City Lights: APA tackles tough assignment

Performing arts students rehearse for presentation of the Beatles' White Album and all its imperfections.

November 05, 2013|By Michael Miller
  • Natalie Martz sings and plays guitar while Andrew Cochran puts down the bass lines as they play the second song on side three of The Beatles' White Album, "Yer Blues."
Natalie Martz sings and plays guitar while Andrew Cochran… (Don Leach, HB Independent )

I once met a woman who had known three of the Beatles as a college student in Liverpool. At least, so she said. Having a personal connection to the Fab Four is probably a favorite lie among the British. But her story seemed down-to-earth enough that I could go along with it.

In her telling, John Lennon had a reputation as a sardonic punk who browbeat local bartenders into giving him drinks. She remembered Paul McCartney for his "sickly gray complexion" and George Harrison for his ravishing good looks. (Ringo Starr hadn't entered the picture yet.)

Did they show signs of genius back then? "No!" the woman exclaimed. "They just struck me as puny little schoolboys. I never imagined they would be gods!"

Perhaps that was a riff on Lennon's famous comment about his band being bigger than Jesus, but the Beatles have indeed risen to a kind of godlike status — at least within pop culture. So when I heard that the Huntington Beach Academy for the Performing Arts was preparing to play the entire 1968 double disc "The Beatles" (known as the White Album because of its nearly blank cover) in concert, I wasn't surprised.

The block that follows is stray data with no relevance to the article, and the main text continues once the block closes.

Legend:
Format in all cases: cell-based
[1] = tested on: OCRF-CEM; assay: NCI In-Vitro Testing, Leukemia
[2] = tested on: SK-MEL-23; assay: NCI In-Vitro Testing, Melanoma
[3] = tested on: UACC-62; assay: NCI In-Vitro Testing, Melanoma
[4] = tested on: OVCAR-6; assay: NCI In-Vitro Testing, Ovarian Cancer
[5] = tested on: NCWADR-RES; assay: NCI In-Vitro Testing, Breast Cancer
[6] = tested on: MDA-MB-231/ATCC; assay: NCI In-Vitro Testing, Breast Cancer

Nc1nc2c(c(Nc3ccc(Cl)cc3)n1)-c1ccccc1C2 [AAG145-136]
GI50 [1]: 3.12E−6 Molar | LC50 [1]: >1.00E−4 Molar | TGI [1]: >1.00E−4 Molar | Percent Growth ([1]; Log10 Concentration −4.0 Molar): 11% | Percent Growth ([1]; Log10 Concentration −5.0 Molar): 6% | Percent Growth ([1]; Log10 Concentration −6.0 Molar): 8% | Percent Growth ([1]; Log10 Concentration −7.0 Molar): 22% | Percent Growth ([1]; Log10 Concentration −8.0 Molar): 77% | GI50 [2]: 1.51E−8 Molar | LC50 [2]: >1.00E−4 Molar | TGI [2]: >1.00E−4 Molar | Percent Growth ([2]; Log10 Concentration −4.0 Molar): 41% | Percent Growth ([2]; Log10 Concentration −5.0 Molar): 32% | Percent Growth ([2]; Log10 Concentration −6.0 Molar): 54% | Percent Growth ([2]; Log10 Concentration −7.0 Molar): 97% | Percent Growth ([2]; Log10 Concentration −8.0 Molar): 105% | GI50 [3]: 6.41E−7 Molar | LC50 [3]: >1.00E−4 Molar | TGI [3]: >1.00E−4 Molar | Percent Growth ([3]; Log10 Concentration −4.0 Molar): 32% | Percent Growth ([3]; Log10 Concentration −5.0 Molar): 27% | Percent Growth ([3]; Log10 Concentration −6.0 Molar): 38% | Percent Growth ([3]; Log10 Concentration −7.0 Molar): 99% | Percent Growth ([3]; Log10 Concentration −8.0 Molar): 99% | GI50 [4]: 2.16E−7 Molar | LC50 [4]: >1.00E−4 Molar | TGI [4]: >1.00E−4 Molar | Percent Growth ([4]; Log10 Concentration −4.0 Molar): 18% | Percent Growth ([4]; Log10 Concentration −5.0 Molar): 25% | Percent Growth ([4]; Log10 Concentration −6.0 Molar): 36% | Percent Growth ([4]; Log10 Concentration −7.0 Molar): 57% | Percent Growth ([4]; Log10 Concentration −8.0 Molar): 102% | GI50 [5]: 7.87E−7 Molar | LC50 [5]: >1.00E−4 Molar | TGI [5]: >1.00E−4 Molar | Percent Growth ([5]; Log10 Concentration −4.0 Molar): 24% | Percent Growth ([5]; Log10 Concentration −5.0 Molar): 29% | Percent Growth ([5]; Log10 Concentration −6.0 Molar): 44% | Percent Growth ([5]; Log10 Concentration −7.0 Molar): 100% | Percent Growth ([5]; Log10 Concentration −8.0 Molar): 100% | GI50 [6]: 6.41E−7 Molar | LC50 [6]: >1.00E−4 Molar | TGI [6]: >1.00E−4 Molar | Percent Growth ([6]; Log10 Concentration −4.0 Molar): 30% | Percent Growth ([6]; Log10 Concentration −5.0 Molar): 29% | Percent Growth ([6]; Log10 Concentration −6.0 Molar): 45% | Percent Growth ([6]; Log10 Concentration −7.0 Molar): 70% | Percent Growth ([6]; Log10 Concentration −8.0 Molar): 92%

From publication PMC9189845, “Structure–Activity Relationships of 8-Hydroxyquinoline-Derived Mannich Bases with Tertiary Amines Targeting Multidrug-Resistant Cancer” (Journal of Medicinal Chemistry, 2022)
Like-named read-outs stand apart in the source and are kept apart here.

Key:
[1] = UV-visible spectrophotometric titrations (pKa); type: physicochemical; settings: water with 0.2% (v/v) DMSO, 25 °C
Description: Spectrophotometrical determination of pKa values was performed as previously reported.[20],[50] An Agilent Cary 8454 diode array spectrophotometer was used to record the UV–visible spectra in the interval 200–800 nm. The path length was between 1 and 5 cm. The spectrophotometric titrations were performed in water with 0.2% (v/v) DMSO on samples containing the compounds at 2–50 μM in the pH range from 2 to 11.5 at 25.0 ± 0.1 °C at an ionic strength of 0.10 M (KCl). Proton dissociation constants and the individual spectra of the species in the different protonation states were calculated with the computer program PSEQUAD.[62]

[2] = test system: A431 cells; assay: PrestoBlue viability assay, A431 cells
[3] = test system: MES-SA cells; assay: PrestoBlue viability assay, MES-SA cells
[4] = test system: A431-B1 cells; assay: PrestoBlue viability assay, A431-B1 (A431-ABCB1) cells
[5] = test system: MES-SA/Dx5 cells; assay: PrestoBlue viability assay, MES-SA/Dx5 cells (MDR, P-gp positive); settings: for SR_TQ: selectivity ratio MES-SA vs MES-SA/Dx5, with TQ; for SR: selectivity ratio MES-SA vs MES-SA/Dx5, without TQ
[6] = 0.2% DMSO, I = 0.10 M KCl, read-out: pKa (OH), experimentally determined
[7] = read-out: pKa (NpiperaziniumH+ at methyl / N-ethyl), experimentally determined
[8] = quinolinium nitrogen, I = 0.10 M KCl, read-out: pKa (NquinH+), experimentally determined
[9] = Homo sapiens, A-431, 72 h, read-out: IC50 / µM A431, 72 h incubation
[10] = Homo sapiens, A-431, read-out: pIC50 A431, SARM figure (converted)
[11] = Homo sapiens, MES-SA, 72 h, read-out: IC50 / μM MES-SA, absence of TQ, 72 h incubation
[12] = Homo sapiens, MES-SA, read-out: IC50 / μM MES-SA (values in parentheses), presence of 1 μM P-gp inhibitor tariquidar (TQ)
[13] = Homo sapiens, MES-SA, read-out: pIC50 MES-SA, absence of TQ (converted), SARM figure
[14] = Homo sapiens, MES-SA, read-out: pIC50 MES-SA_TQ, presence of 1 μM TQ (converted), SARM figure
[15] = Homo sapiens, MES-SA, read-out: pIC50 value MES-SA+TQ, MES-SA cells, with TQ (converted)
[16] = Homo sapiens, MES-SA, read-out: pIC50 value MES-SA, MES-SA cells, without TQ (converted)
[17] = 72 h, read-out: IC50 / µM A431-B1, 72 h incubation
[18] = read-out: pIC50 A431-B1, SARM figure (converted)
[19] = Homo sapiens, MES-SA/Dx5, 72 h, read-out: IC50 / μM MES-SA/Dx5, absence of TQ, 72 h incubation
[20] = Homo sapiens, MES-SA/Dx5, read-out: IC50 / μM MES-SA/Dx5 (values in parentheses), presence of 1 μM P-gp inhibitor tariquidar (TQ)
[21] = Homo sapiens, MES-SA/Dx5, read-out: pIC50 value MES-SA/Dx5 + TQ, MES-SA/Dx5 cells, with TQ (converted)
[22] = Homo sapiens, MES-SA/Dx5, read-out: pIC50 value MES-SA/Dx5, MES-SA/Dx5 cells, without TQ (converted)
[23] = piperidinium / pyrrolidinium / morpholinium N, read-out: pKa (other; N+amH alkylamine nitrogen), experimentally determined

But I wondered how the school would pull off a reenactment of the album, which easily tops the band's catalog in terms of oddities, spontaneous goofs and songs that, well, seem more like the work of schoolboys than gods.

Of all the Beatles' classics, none has earned more polarized opinions than the White Album, whose initial notices ran the gamut from "boring beyond belief" (the New York Times) to "a deluge of joyful music-making" (the Observer). AllMusic's review includes the words "frustratingly scattershot," "mess," "schmaltz," "canned," "silly," "lumbering" and "mess" again — then goes ahead and awards the album five out of five stars.

Every year, the school — which belongs to the Huntington Beach Union High School District and usually is referred to as APA — puts on a Beatles-themed show. It has played more cohesive works like "Rubber Soul" and "Revolver" from top to bottom.

When I visited the rehearsal at Huntington Beach High School last week, students and faculty were in the midst of polishing the White Album tracks — and, in some cases, that meant perfectly capturing the imperfect moments.

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